How Business Technology is Integrating our Personal and Professional Lives.
The personal lives of business owners  and employees are merging with their professional lives like never before, and many aspects of this convergence are happening in the realm of technology. Communication technology and business technology are joining forces, which presents both benefits and obstacles to businesses owners and their staff. Here are a few key areas in which innovations in business technology and personal technology have become blurred.
Business Technology: The Online Store and Marketing Outlet
Websites, blogs, and company social media networks operate twenty four hours a day, seven days a week. Customers can obtain help and product information even at three in the morning, and they can make purchases through online retail outlets whenever they like. But a store that never closes needs a form of twenty four hour maintenance and attention. Likewise, social media feeds and blogs need constant moderation, which means nine to five schedules are no longer the norm. Especially for small businesses and startups , owners are never entirely off duty.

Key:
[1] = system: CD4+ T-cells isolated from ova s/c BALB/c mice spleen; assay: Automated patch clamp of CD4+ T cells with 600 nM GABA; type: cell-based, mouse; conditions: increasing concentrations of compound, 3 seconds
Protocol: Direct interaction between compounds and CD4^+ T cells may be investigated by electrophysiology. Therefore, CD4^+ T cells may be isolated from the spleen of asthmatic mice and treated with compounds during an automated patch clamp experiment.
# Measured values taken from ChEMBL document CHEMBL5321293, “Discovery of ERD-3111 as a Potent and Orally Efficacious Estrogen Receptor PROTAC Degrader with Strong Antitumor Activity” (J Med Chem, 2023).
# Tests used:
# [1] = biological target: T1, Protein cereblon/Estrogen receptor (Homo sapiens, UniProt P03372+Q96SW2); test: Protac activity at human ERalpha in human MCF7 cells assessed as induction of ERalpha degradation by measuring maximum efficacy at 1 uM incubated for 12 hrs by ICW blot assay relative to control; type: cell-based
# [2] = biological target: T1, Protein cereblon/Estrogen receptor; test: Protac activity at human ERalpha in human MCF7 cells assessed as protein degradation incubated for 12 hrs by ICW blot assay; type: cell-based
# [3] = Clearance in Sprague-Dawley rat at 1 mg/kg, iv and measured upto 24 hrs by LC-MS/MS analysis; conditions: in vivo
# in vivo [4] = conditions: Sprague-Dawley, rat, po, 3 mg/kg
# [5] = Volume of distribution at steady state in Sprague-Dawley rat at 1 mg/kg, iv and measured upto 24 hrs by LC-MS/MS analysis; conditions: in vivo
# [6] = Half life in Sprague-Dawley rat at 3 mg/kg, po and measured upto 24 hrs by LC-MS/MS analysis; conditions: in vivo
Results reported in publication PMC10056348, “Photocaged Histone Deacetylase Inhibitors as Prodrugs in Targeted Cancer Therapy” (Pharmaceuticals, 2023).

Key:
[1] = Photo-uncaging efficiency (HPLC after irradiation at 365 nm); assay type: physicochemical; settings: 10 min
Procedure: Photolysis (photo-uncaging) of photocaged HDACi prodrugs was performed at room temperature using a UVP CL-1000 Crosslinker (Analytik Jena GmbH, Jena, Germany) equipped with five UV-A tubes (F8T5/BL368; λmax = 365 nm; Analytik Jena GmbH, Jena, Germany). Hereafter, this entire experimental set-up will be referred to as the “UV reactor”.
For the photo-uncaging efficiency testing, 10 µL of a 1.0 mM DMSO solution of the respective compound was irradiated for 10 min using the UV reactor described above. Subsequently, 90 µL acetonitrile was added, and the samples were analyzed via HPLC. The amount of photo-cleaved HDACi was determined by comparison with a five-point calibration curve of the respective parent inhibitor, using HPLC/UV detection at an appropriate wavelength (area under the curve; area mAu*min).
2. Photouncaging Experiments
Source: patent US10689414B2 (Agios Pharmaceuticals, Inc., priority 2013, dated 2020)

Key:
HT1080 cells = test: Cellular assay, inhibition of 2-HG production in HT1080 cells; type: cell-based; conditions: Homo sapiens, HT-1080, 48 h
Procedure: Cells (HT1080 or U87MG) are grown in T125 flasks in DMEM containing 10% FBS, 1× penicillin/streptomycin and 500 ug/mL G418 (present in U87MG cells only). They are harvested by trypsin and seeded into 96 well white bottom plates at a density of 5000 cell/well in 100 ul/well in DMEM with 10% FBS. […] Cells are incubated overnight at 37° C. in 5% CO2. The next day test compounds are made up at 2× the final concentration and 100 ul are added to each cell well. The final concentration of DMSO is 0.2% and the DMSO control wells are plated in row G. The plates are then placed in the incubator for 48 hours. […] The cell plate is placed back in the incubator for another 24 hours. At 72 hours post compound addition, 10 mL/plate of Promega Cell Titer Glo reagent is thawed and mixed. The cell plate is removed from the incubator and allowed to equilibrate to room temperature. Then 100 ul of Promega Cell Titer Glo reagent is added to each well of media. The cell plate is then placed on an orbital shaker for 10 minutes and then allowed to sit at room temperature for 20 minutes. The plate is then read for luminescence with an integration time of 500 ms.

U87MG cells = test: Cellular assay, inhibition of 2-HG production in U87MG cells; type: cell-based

Personal and Business Technology: Employee Mobility
Employees have always wanted specific items from employers that play a strong role in retention success. These once centered around salary issues, but increasingly, employees are even more interested in flexibility regarding work hours. Mobile technology is making it possible for employers to respond to this demand, and more employees than ever before are working from home and checking in while on the road. But there’s a trade-off: the average employee now works many more hours per week in exchange for this “flexibility,” and both workers and managers are on call even when they aren’t on the clock.
Personal and Business Technology: Social Media
Social media started as a way for individuals to stay connected to friends and family. But at this point, it’s worked its way into almost every aspect of life, and the lines between personal and professional social media use have become blurred. Some small business owners, for example, try to establish a web presence for their businesses by simply migrating the contacts on their personal accounts over to their professional profiles, even though marketing experts don’t recommend this. And recruiters and hiring managers are always looking for ways to incorporate social media into their candidate searches and screening strategies, though this too can cause problems for a company’s reputation and bottom line.
If you own or manage a small business, how are you navigating the line between personal and professional technology? Leave your thoughts and comments in the section below.